In February 2012 President Obama's Director of National Intelligence James Clapper testified before the Senate Armed Services Committee that "Iran has harbored al-Qaida leaders, facilitators," and that they have been "under house arrest conditions. (Iran's rulers) have had this sort of standoff arrangement with al-Qaida, allowing (al-Qaida) to exist (inside Iran), but not to foment any operations directly from Iran, because they're very sensitive about, 'Hey, we might come after them there as well.'... So there has been this longstanding, as I say, kind of, shotgun marriage, or marriage of convenience."
It was reported that the Mossad informed the Federal Bureau of Investigation (FBI) and Central Intelligence Agency (CIA) in August 2001 that as many as 200 terrorists were slipping into the United States and planning "a major assault on the United States." The Israeli intelligence agency allegedly cautioned the FBI that it had picked up indications of a "large-scale target" in the United States and that Americans would be "very vulnerable."
In September 2001, The New York Times and Israeli newspaper Haaretz reported that four hours after the attack, the FBI arrested five Israelis who had been filming the smoking skyline from the roof of a white van in the parking lot of an apartment building, for "puzzling behavior". They were charged with illegally residing in the United States and working there without permits. The Israelis were said to have been videotaping the disaster with what was interpreted as cries of "joy and mockery". Police found the van and a search revealed $4,700 in cash hidden, along with foreign passports and a boxcutter which aroused suspicions and led to the detention of the occupants. The men were held in detention for more than 2 months, during which time they were subjected to interrogation and lie detector tests, before being deported back to Israel; one of the men (Paul Kurzberg) refused to take the test for 10 weeks, and then failed it.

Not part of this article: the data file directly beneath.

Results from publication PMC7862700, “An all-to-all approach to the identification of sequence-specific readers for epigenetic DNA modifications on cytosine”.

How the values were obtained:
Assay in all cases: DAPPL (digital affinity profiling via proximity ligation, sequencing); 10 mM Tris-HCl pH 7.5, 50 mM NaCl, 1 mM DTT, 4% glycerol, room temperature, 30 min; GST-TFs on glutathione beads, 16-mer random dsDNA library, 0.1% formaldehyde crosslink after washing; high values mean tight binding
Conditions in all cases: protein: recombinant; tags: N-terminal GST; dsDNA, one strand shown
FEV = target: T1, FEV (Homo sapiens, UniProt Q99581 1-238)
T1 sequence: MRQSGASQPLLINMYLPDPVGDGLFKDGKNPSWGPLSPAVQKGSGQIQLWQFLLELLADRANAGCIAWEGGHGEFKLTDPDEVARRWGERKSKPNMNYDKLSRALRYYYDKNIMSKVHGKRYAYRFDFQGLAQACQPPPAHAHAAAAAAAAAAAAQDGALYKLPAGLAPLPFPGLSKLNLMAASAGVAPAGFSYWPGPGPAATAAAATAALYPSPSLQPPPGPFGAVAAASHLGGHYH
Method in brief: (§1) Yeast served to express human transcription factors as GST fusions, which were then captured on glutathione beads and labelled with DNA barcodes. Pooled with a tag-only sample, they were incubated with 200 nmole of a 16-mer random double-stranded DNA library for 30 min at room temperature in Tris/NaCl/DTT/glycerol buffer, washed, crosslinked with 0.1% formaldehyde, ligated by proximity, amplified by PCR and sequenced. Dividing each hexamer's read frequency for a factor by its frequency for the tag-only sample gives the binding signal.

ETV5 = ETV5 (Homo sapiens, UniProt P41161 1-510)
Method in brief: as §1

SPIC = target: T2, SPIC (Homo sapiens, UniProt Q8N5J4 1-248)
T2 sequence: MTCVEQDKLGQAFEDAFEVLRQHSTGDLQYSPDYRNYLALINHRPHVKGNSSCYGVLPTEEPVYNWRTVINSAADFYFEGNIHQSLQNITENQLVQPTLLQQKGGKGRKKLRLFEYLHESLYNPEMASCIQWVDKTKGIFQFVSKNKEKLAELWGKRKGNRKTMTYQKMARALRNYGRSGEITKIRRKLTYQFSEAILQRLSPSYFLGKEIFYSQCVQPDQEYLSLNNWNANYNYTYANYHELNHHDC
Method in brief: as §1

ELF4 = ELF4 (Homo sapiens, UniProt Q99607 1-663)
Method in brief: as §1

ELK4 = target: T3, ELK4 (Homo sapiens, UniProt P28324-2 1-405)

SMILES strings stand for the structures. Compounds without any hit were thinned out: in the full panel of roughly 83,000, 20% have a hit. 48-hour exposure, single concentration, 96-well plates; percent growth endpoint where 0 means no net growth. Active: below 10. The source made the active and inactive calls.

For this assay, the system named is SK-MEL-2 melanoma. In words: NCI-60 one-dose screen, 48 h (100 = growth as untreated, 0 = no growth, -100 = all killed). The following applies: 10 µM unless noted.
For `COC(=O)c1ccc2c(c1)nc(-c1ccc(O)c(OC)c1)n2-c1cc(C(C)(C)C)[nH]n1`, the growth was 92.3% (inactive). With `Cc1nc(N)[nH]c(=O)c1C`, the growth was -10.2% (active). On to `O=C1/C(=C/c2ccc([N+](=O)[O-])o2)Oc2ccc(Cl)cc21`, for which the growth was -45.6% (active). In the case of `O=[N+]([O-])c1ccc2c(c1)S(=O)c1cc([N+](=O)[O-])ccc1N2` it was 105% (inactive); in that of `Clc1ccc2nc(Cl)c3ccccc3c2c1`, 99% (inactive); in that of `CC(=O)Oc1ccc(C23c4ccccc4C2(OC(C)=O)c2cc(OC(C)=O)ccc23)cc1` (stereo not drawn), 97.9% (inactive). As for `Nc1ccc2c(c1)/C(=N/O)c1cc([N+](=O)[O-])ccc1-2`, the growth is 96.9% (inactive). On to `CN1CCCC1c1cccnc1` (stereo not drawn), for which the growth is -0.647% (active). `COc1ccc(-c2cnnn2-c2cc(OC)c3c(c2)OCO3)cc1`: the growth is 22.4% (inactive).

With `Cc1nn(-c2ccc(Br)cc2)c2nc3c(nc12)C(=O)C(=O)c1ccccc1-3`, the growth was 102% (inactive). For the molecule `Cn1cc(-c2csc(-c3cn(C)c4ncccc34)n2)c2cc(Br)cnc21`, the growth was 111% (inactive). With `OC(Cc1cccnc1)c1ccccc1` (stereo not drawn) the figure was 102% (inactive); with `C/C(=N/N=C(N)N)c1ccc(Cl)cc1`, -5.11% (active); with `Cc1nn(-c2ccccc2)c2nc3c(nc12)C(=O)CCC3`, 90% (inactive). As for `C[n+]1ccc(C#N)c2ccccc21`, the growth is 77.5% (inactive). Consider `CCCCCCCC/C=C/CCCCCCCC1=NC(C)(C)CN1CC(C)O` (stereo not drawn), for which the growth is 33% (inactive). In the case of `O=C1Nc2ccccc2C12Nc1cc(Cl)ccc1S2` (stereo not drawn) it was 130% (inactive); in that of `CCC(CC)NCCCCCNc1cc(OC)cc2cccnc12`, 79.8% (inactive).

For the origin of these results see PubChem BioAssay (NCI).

The five men worked at the company Urban Moving Systems, owned and operated by Dominik Suter. After the men were arrested the FBI searched their offices and questioned Suter, however Suter fled to Israel before he could be questioned further. Eventually, Suter's name appeared on the May 2002 FBI Suspect List, along with the Sep 11 hijackers and other suspected extremists.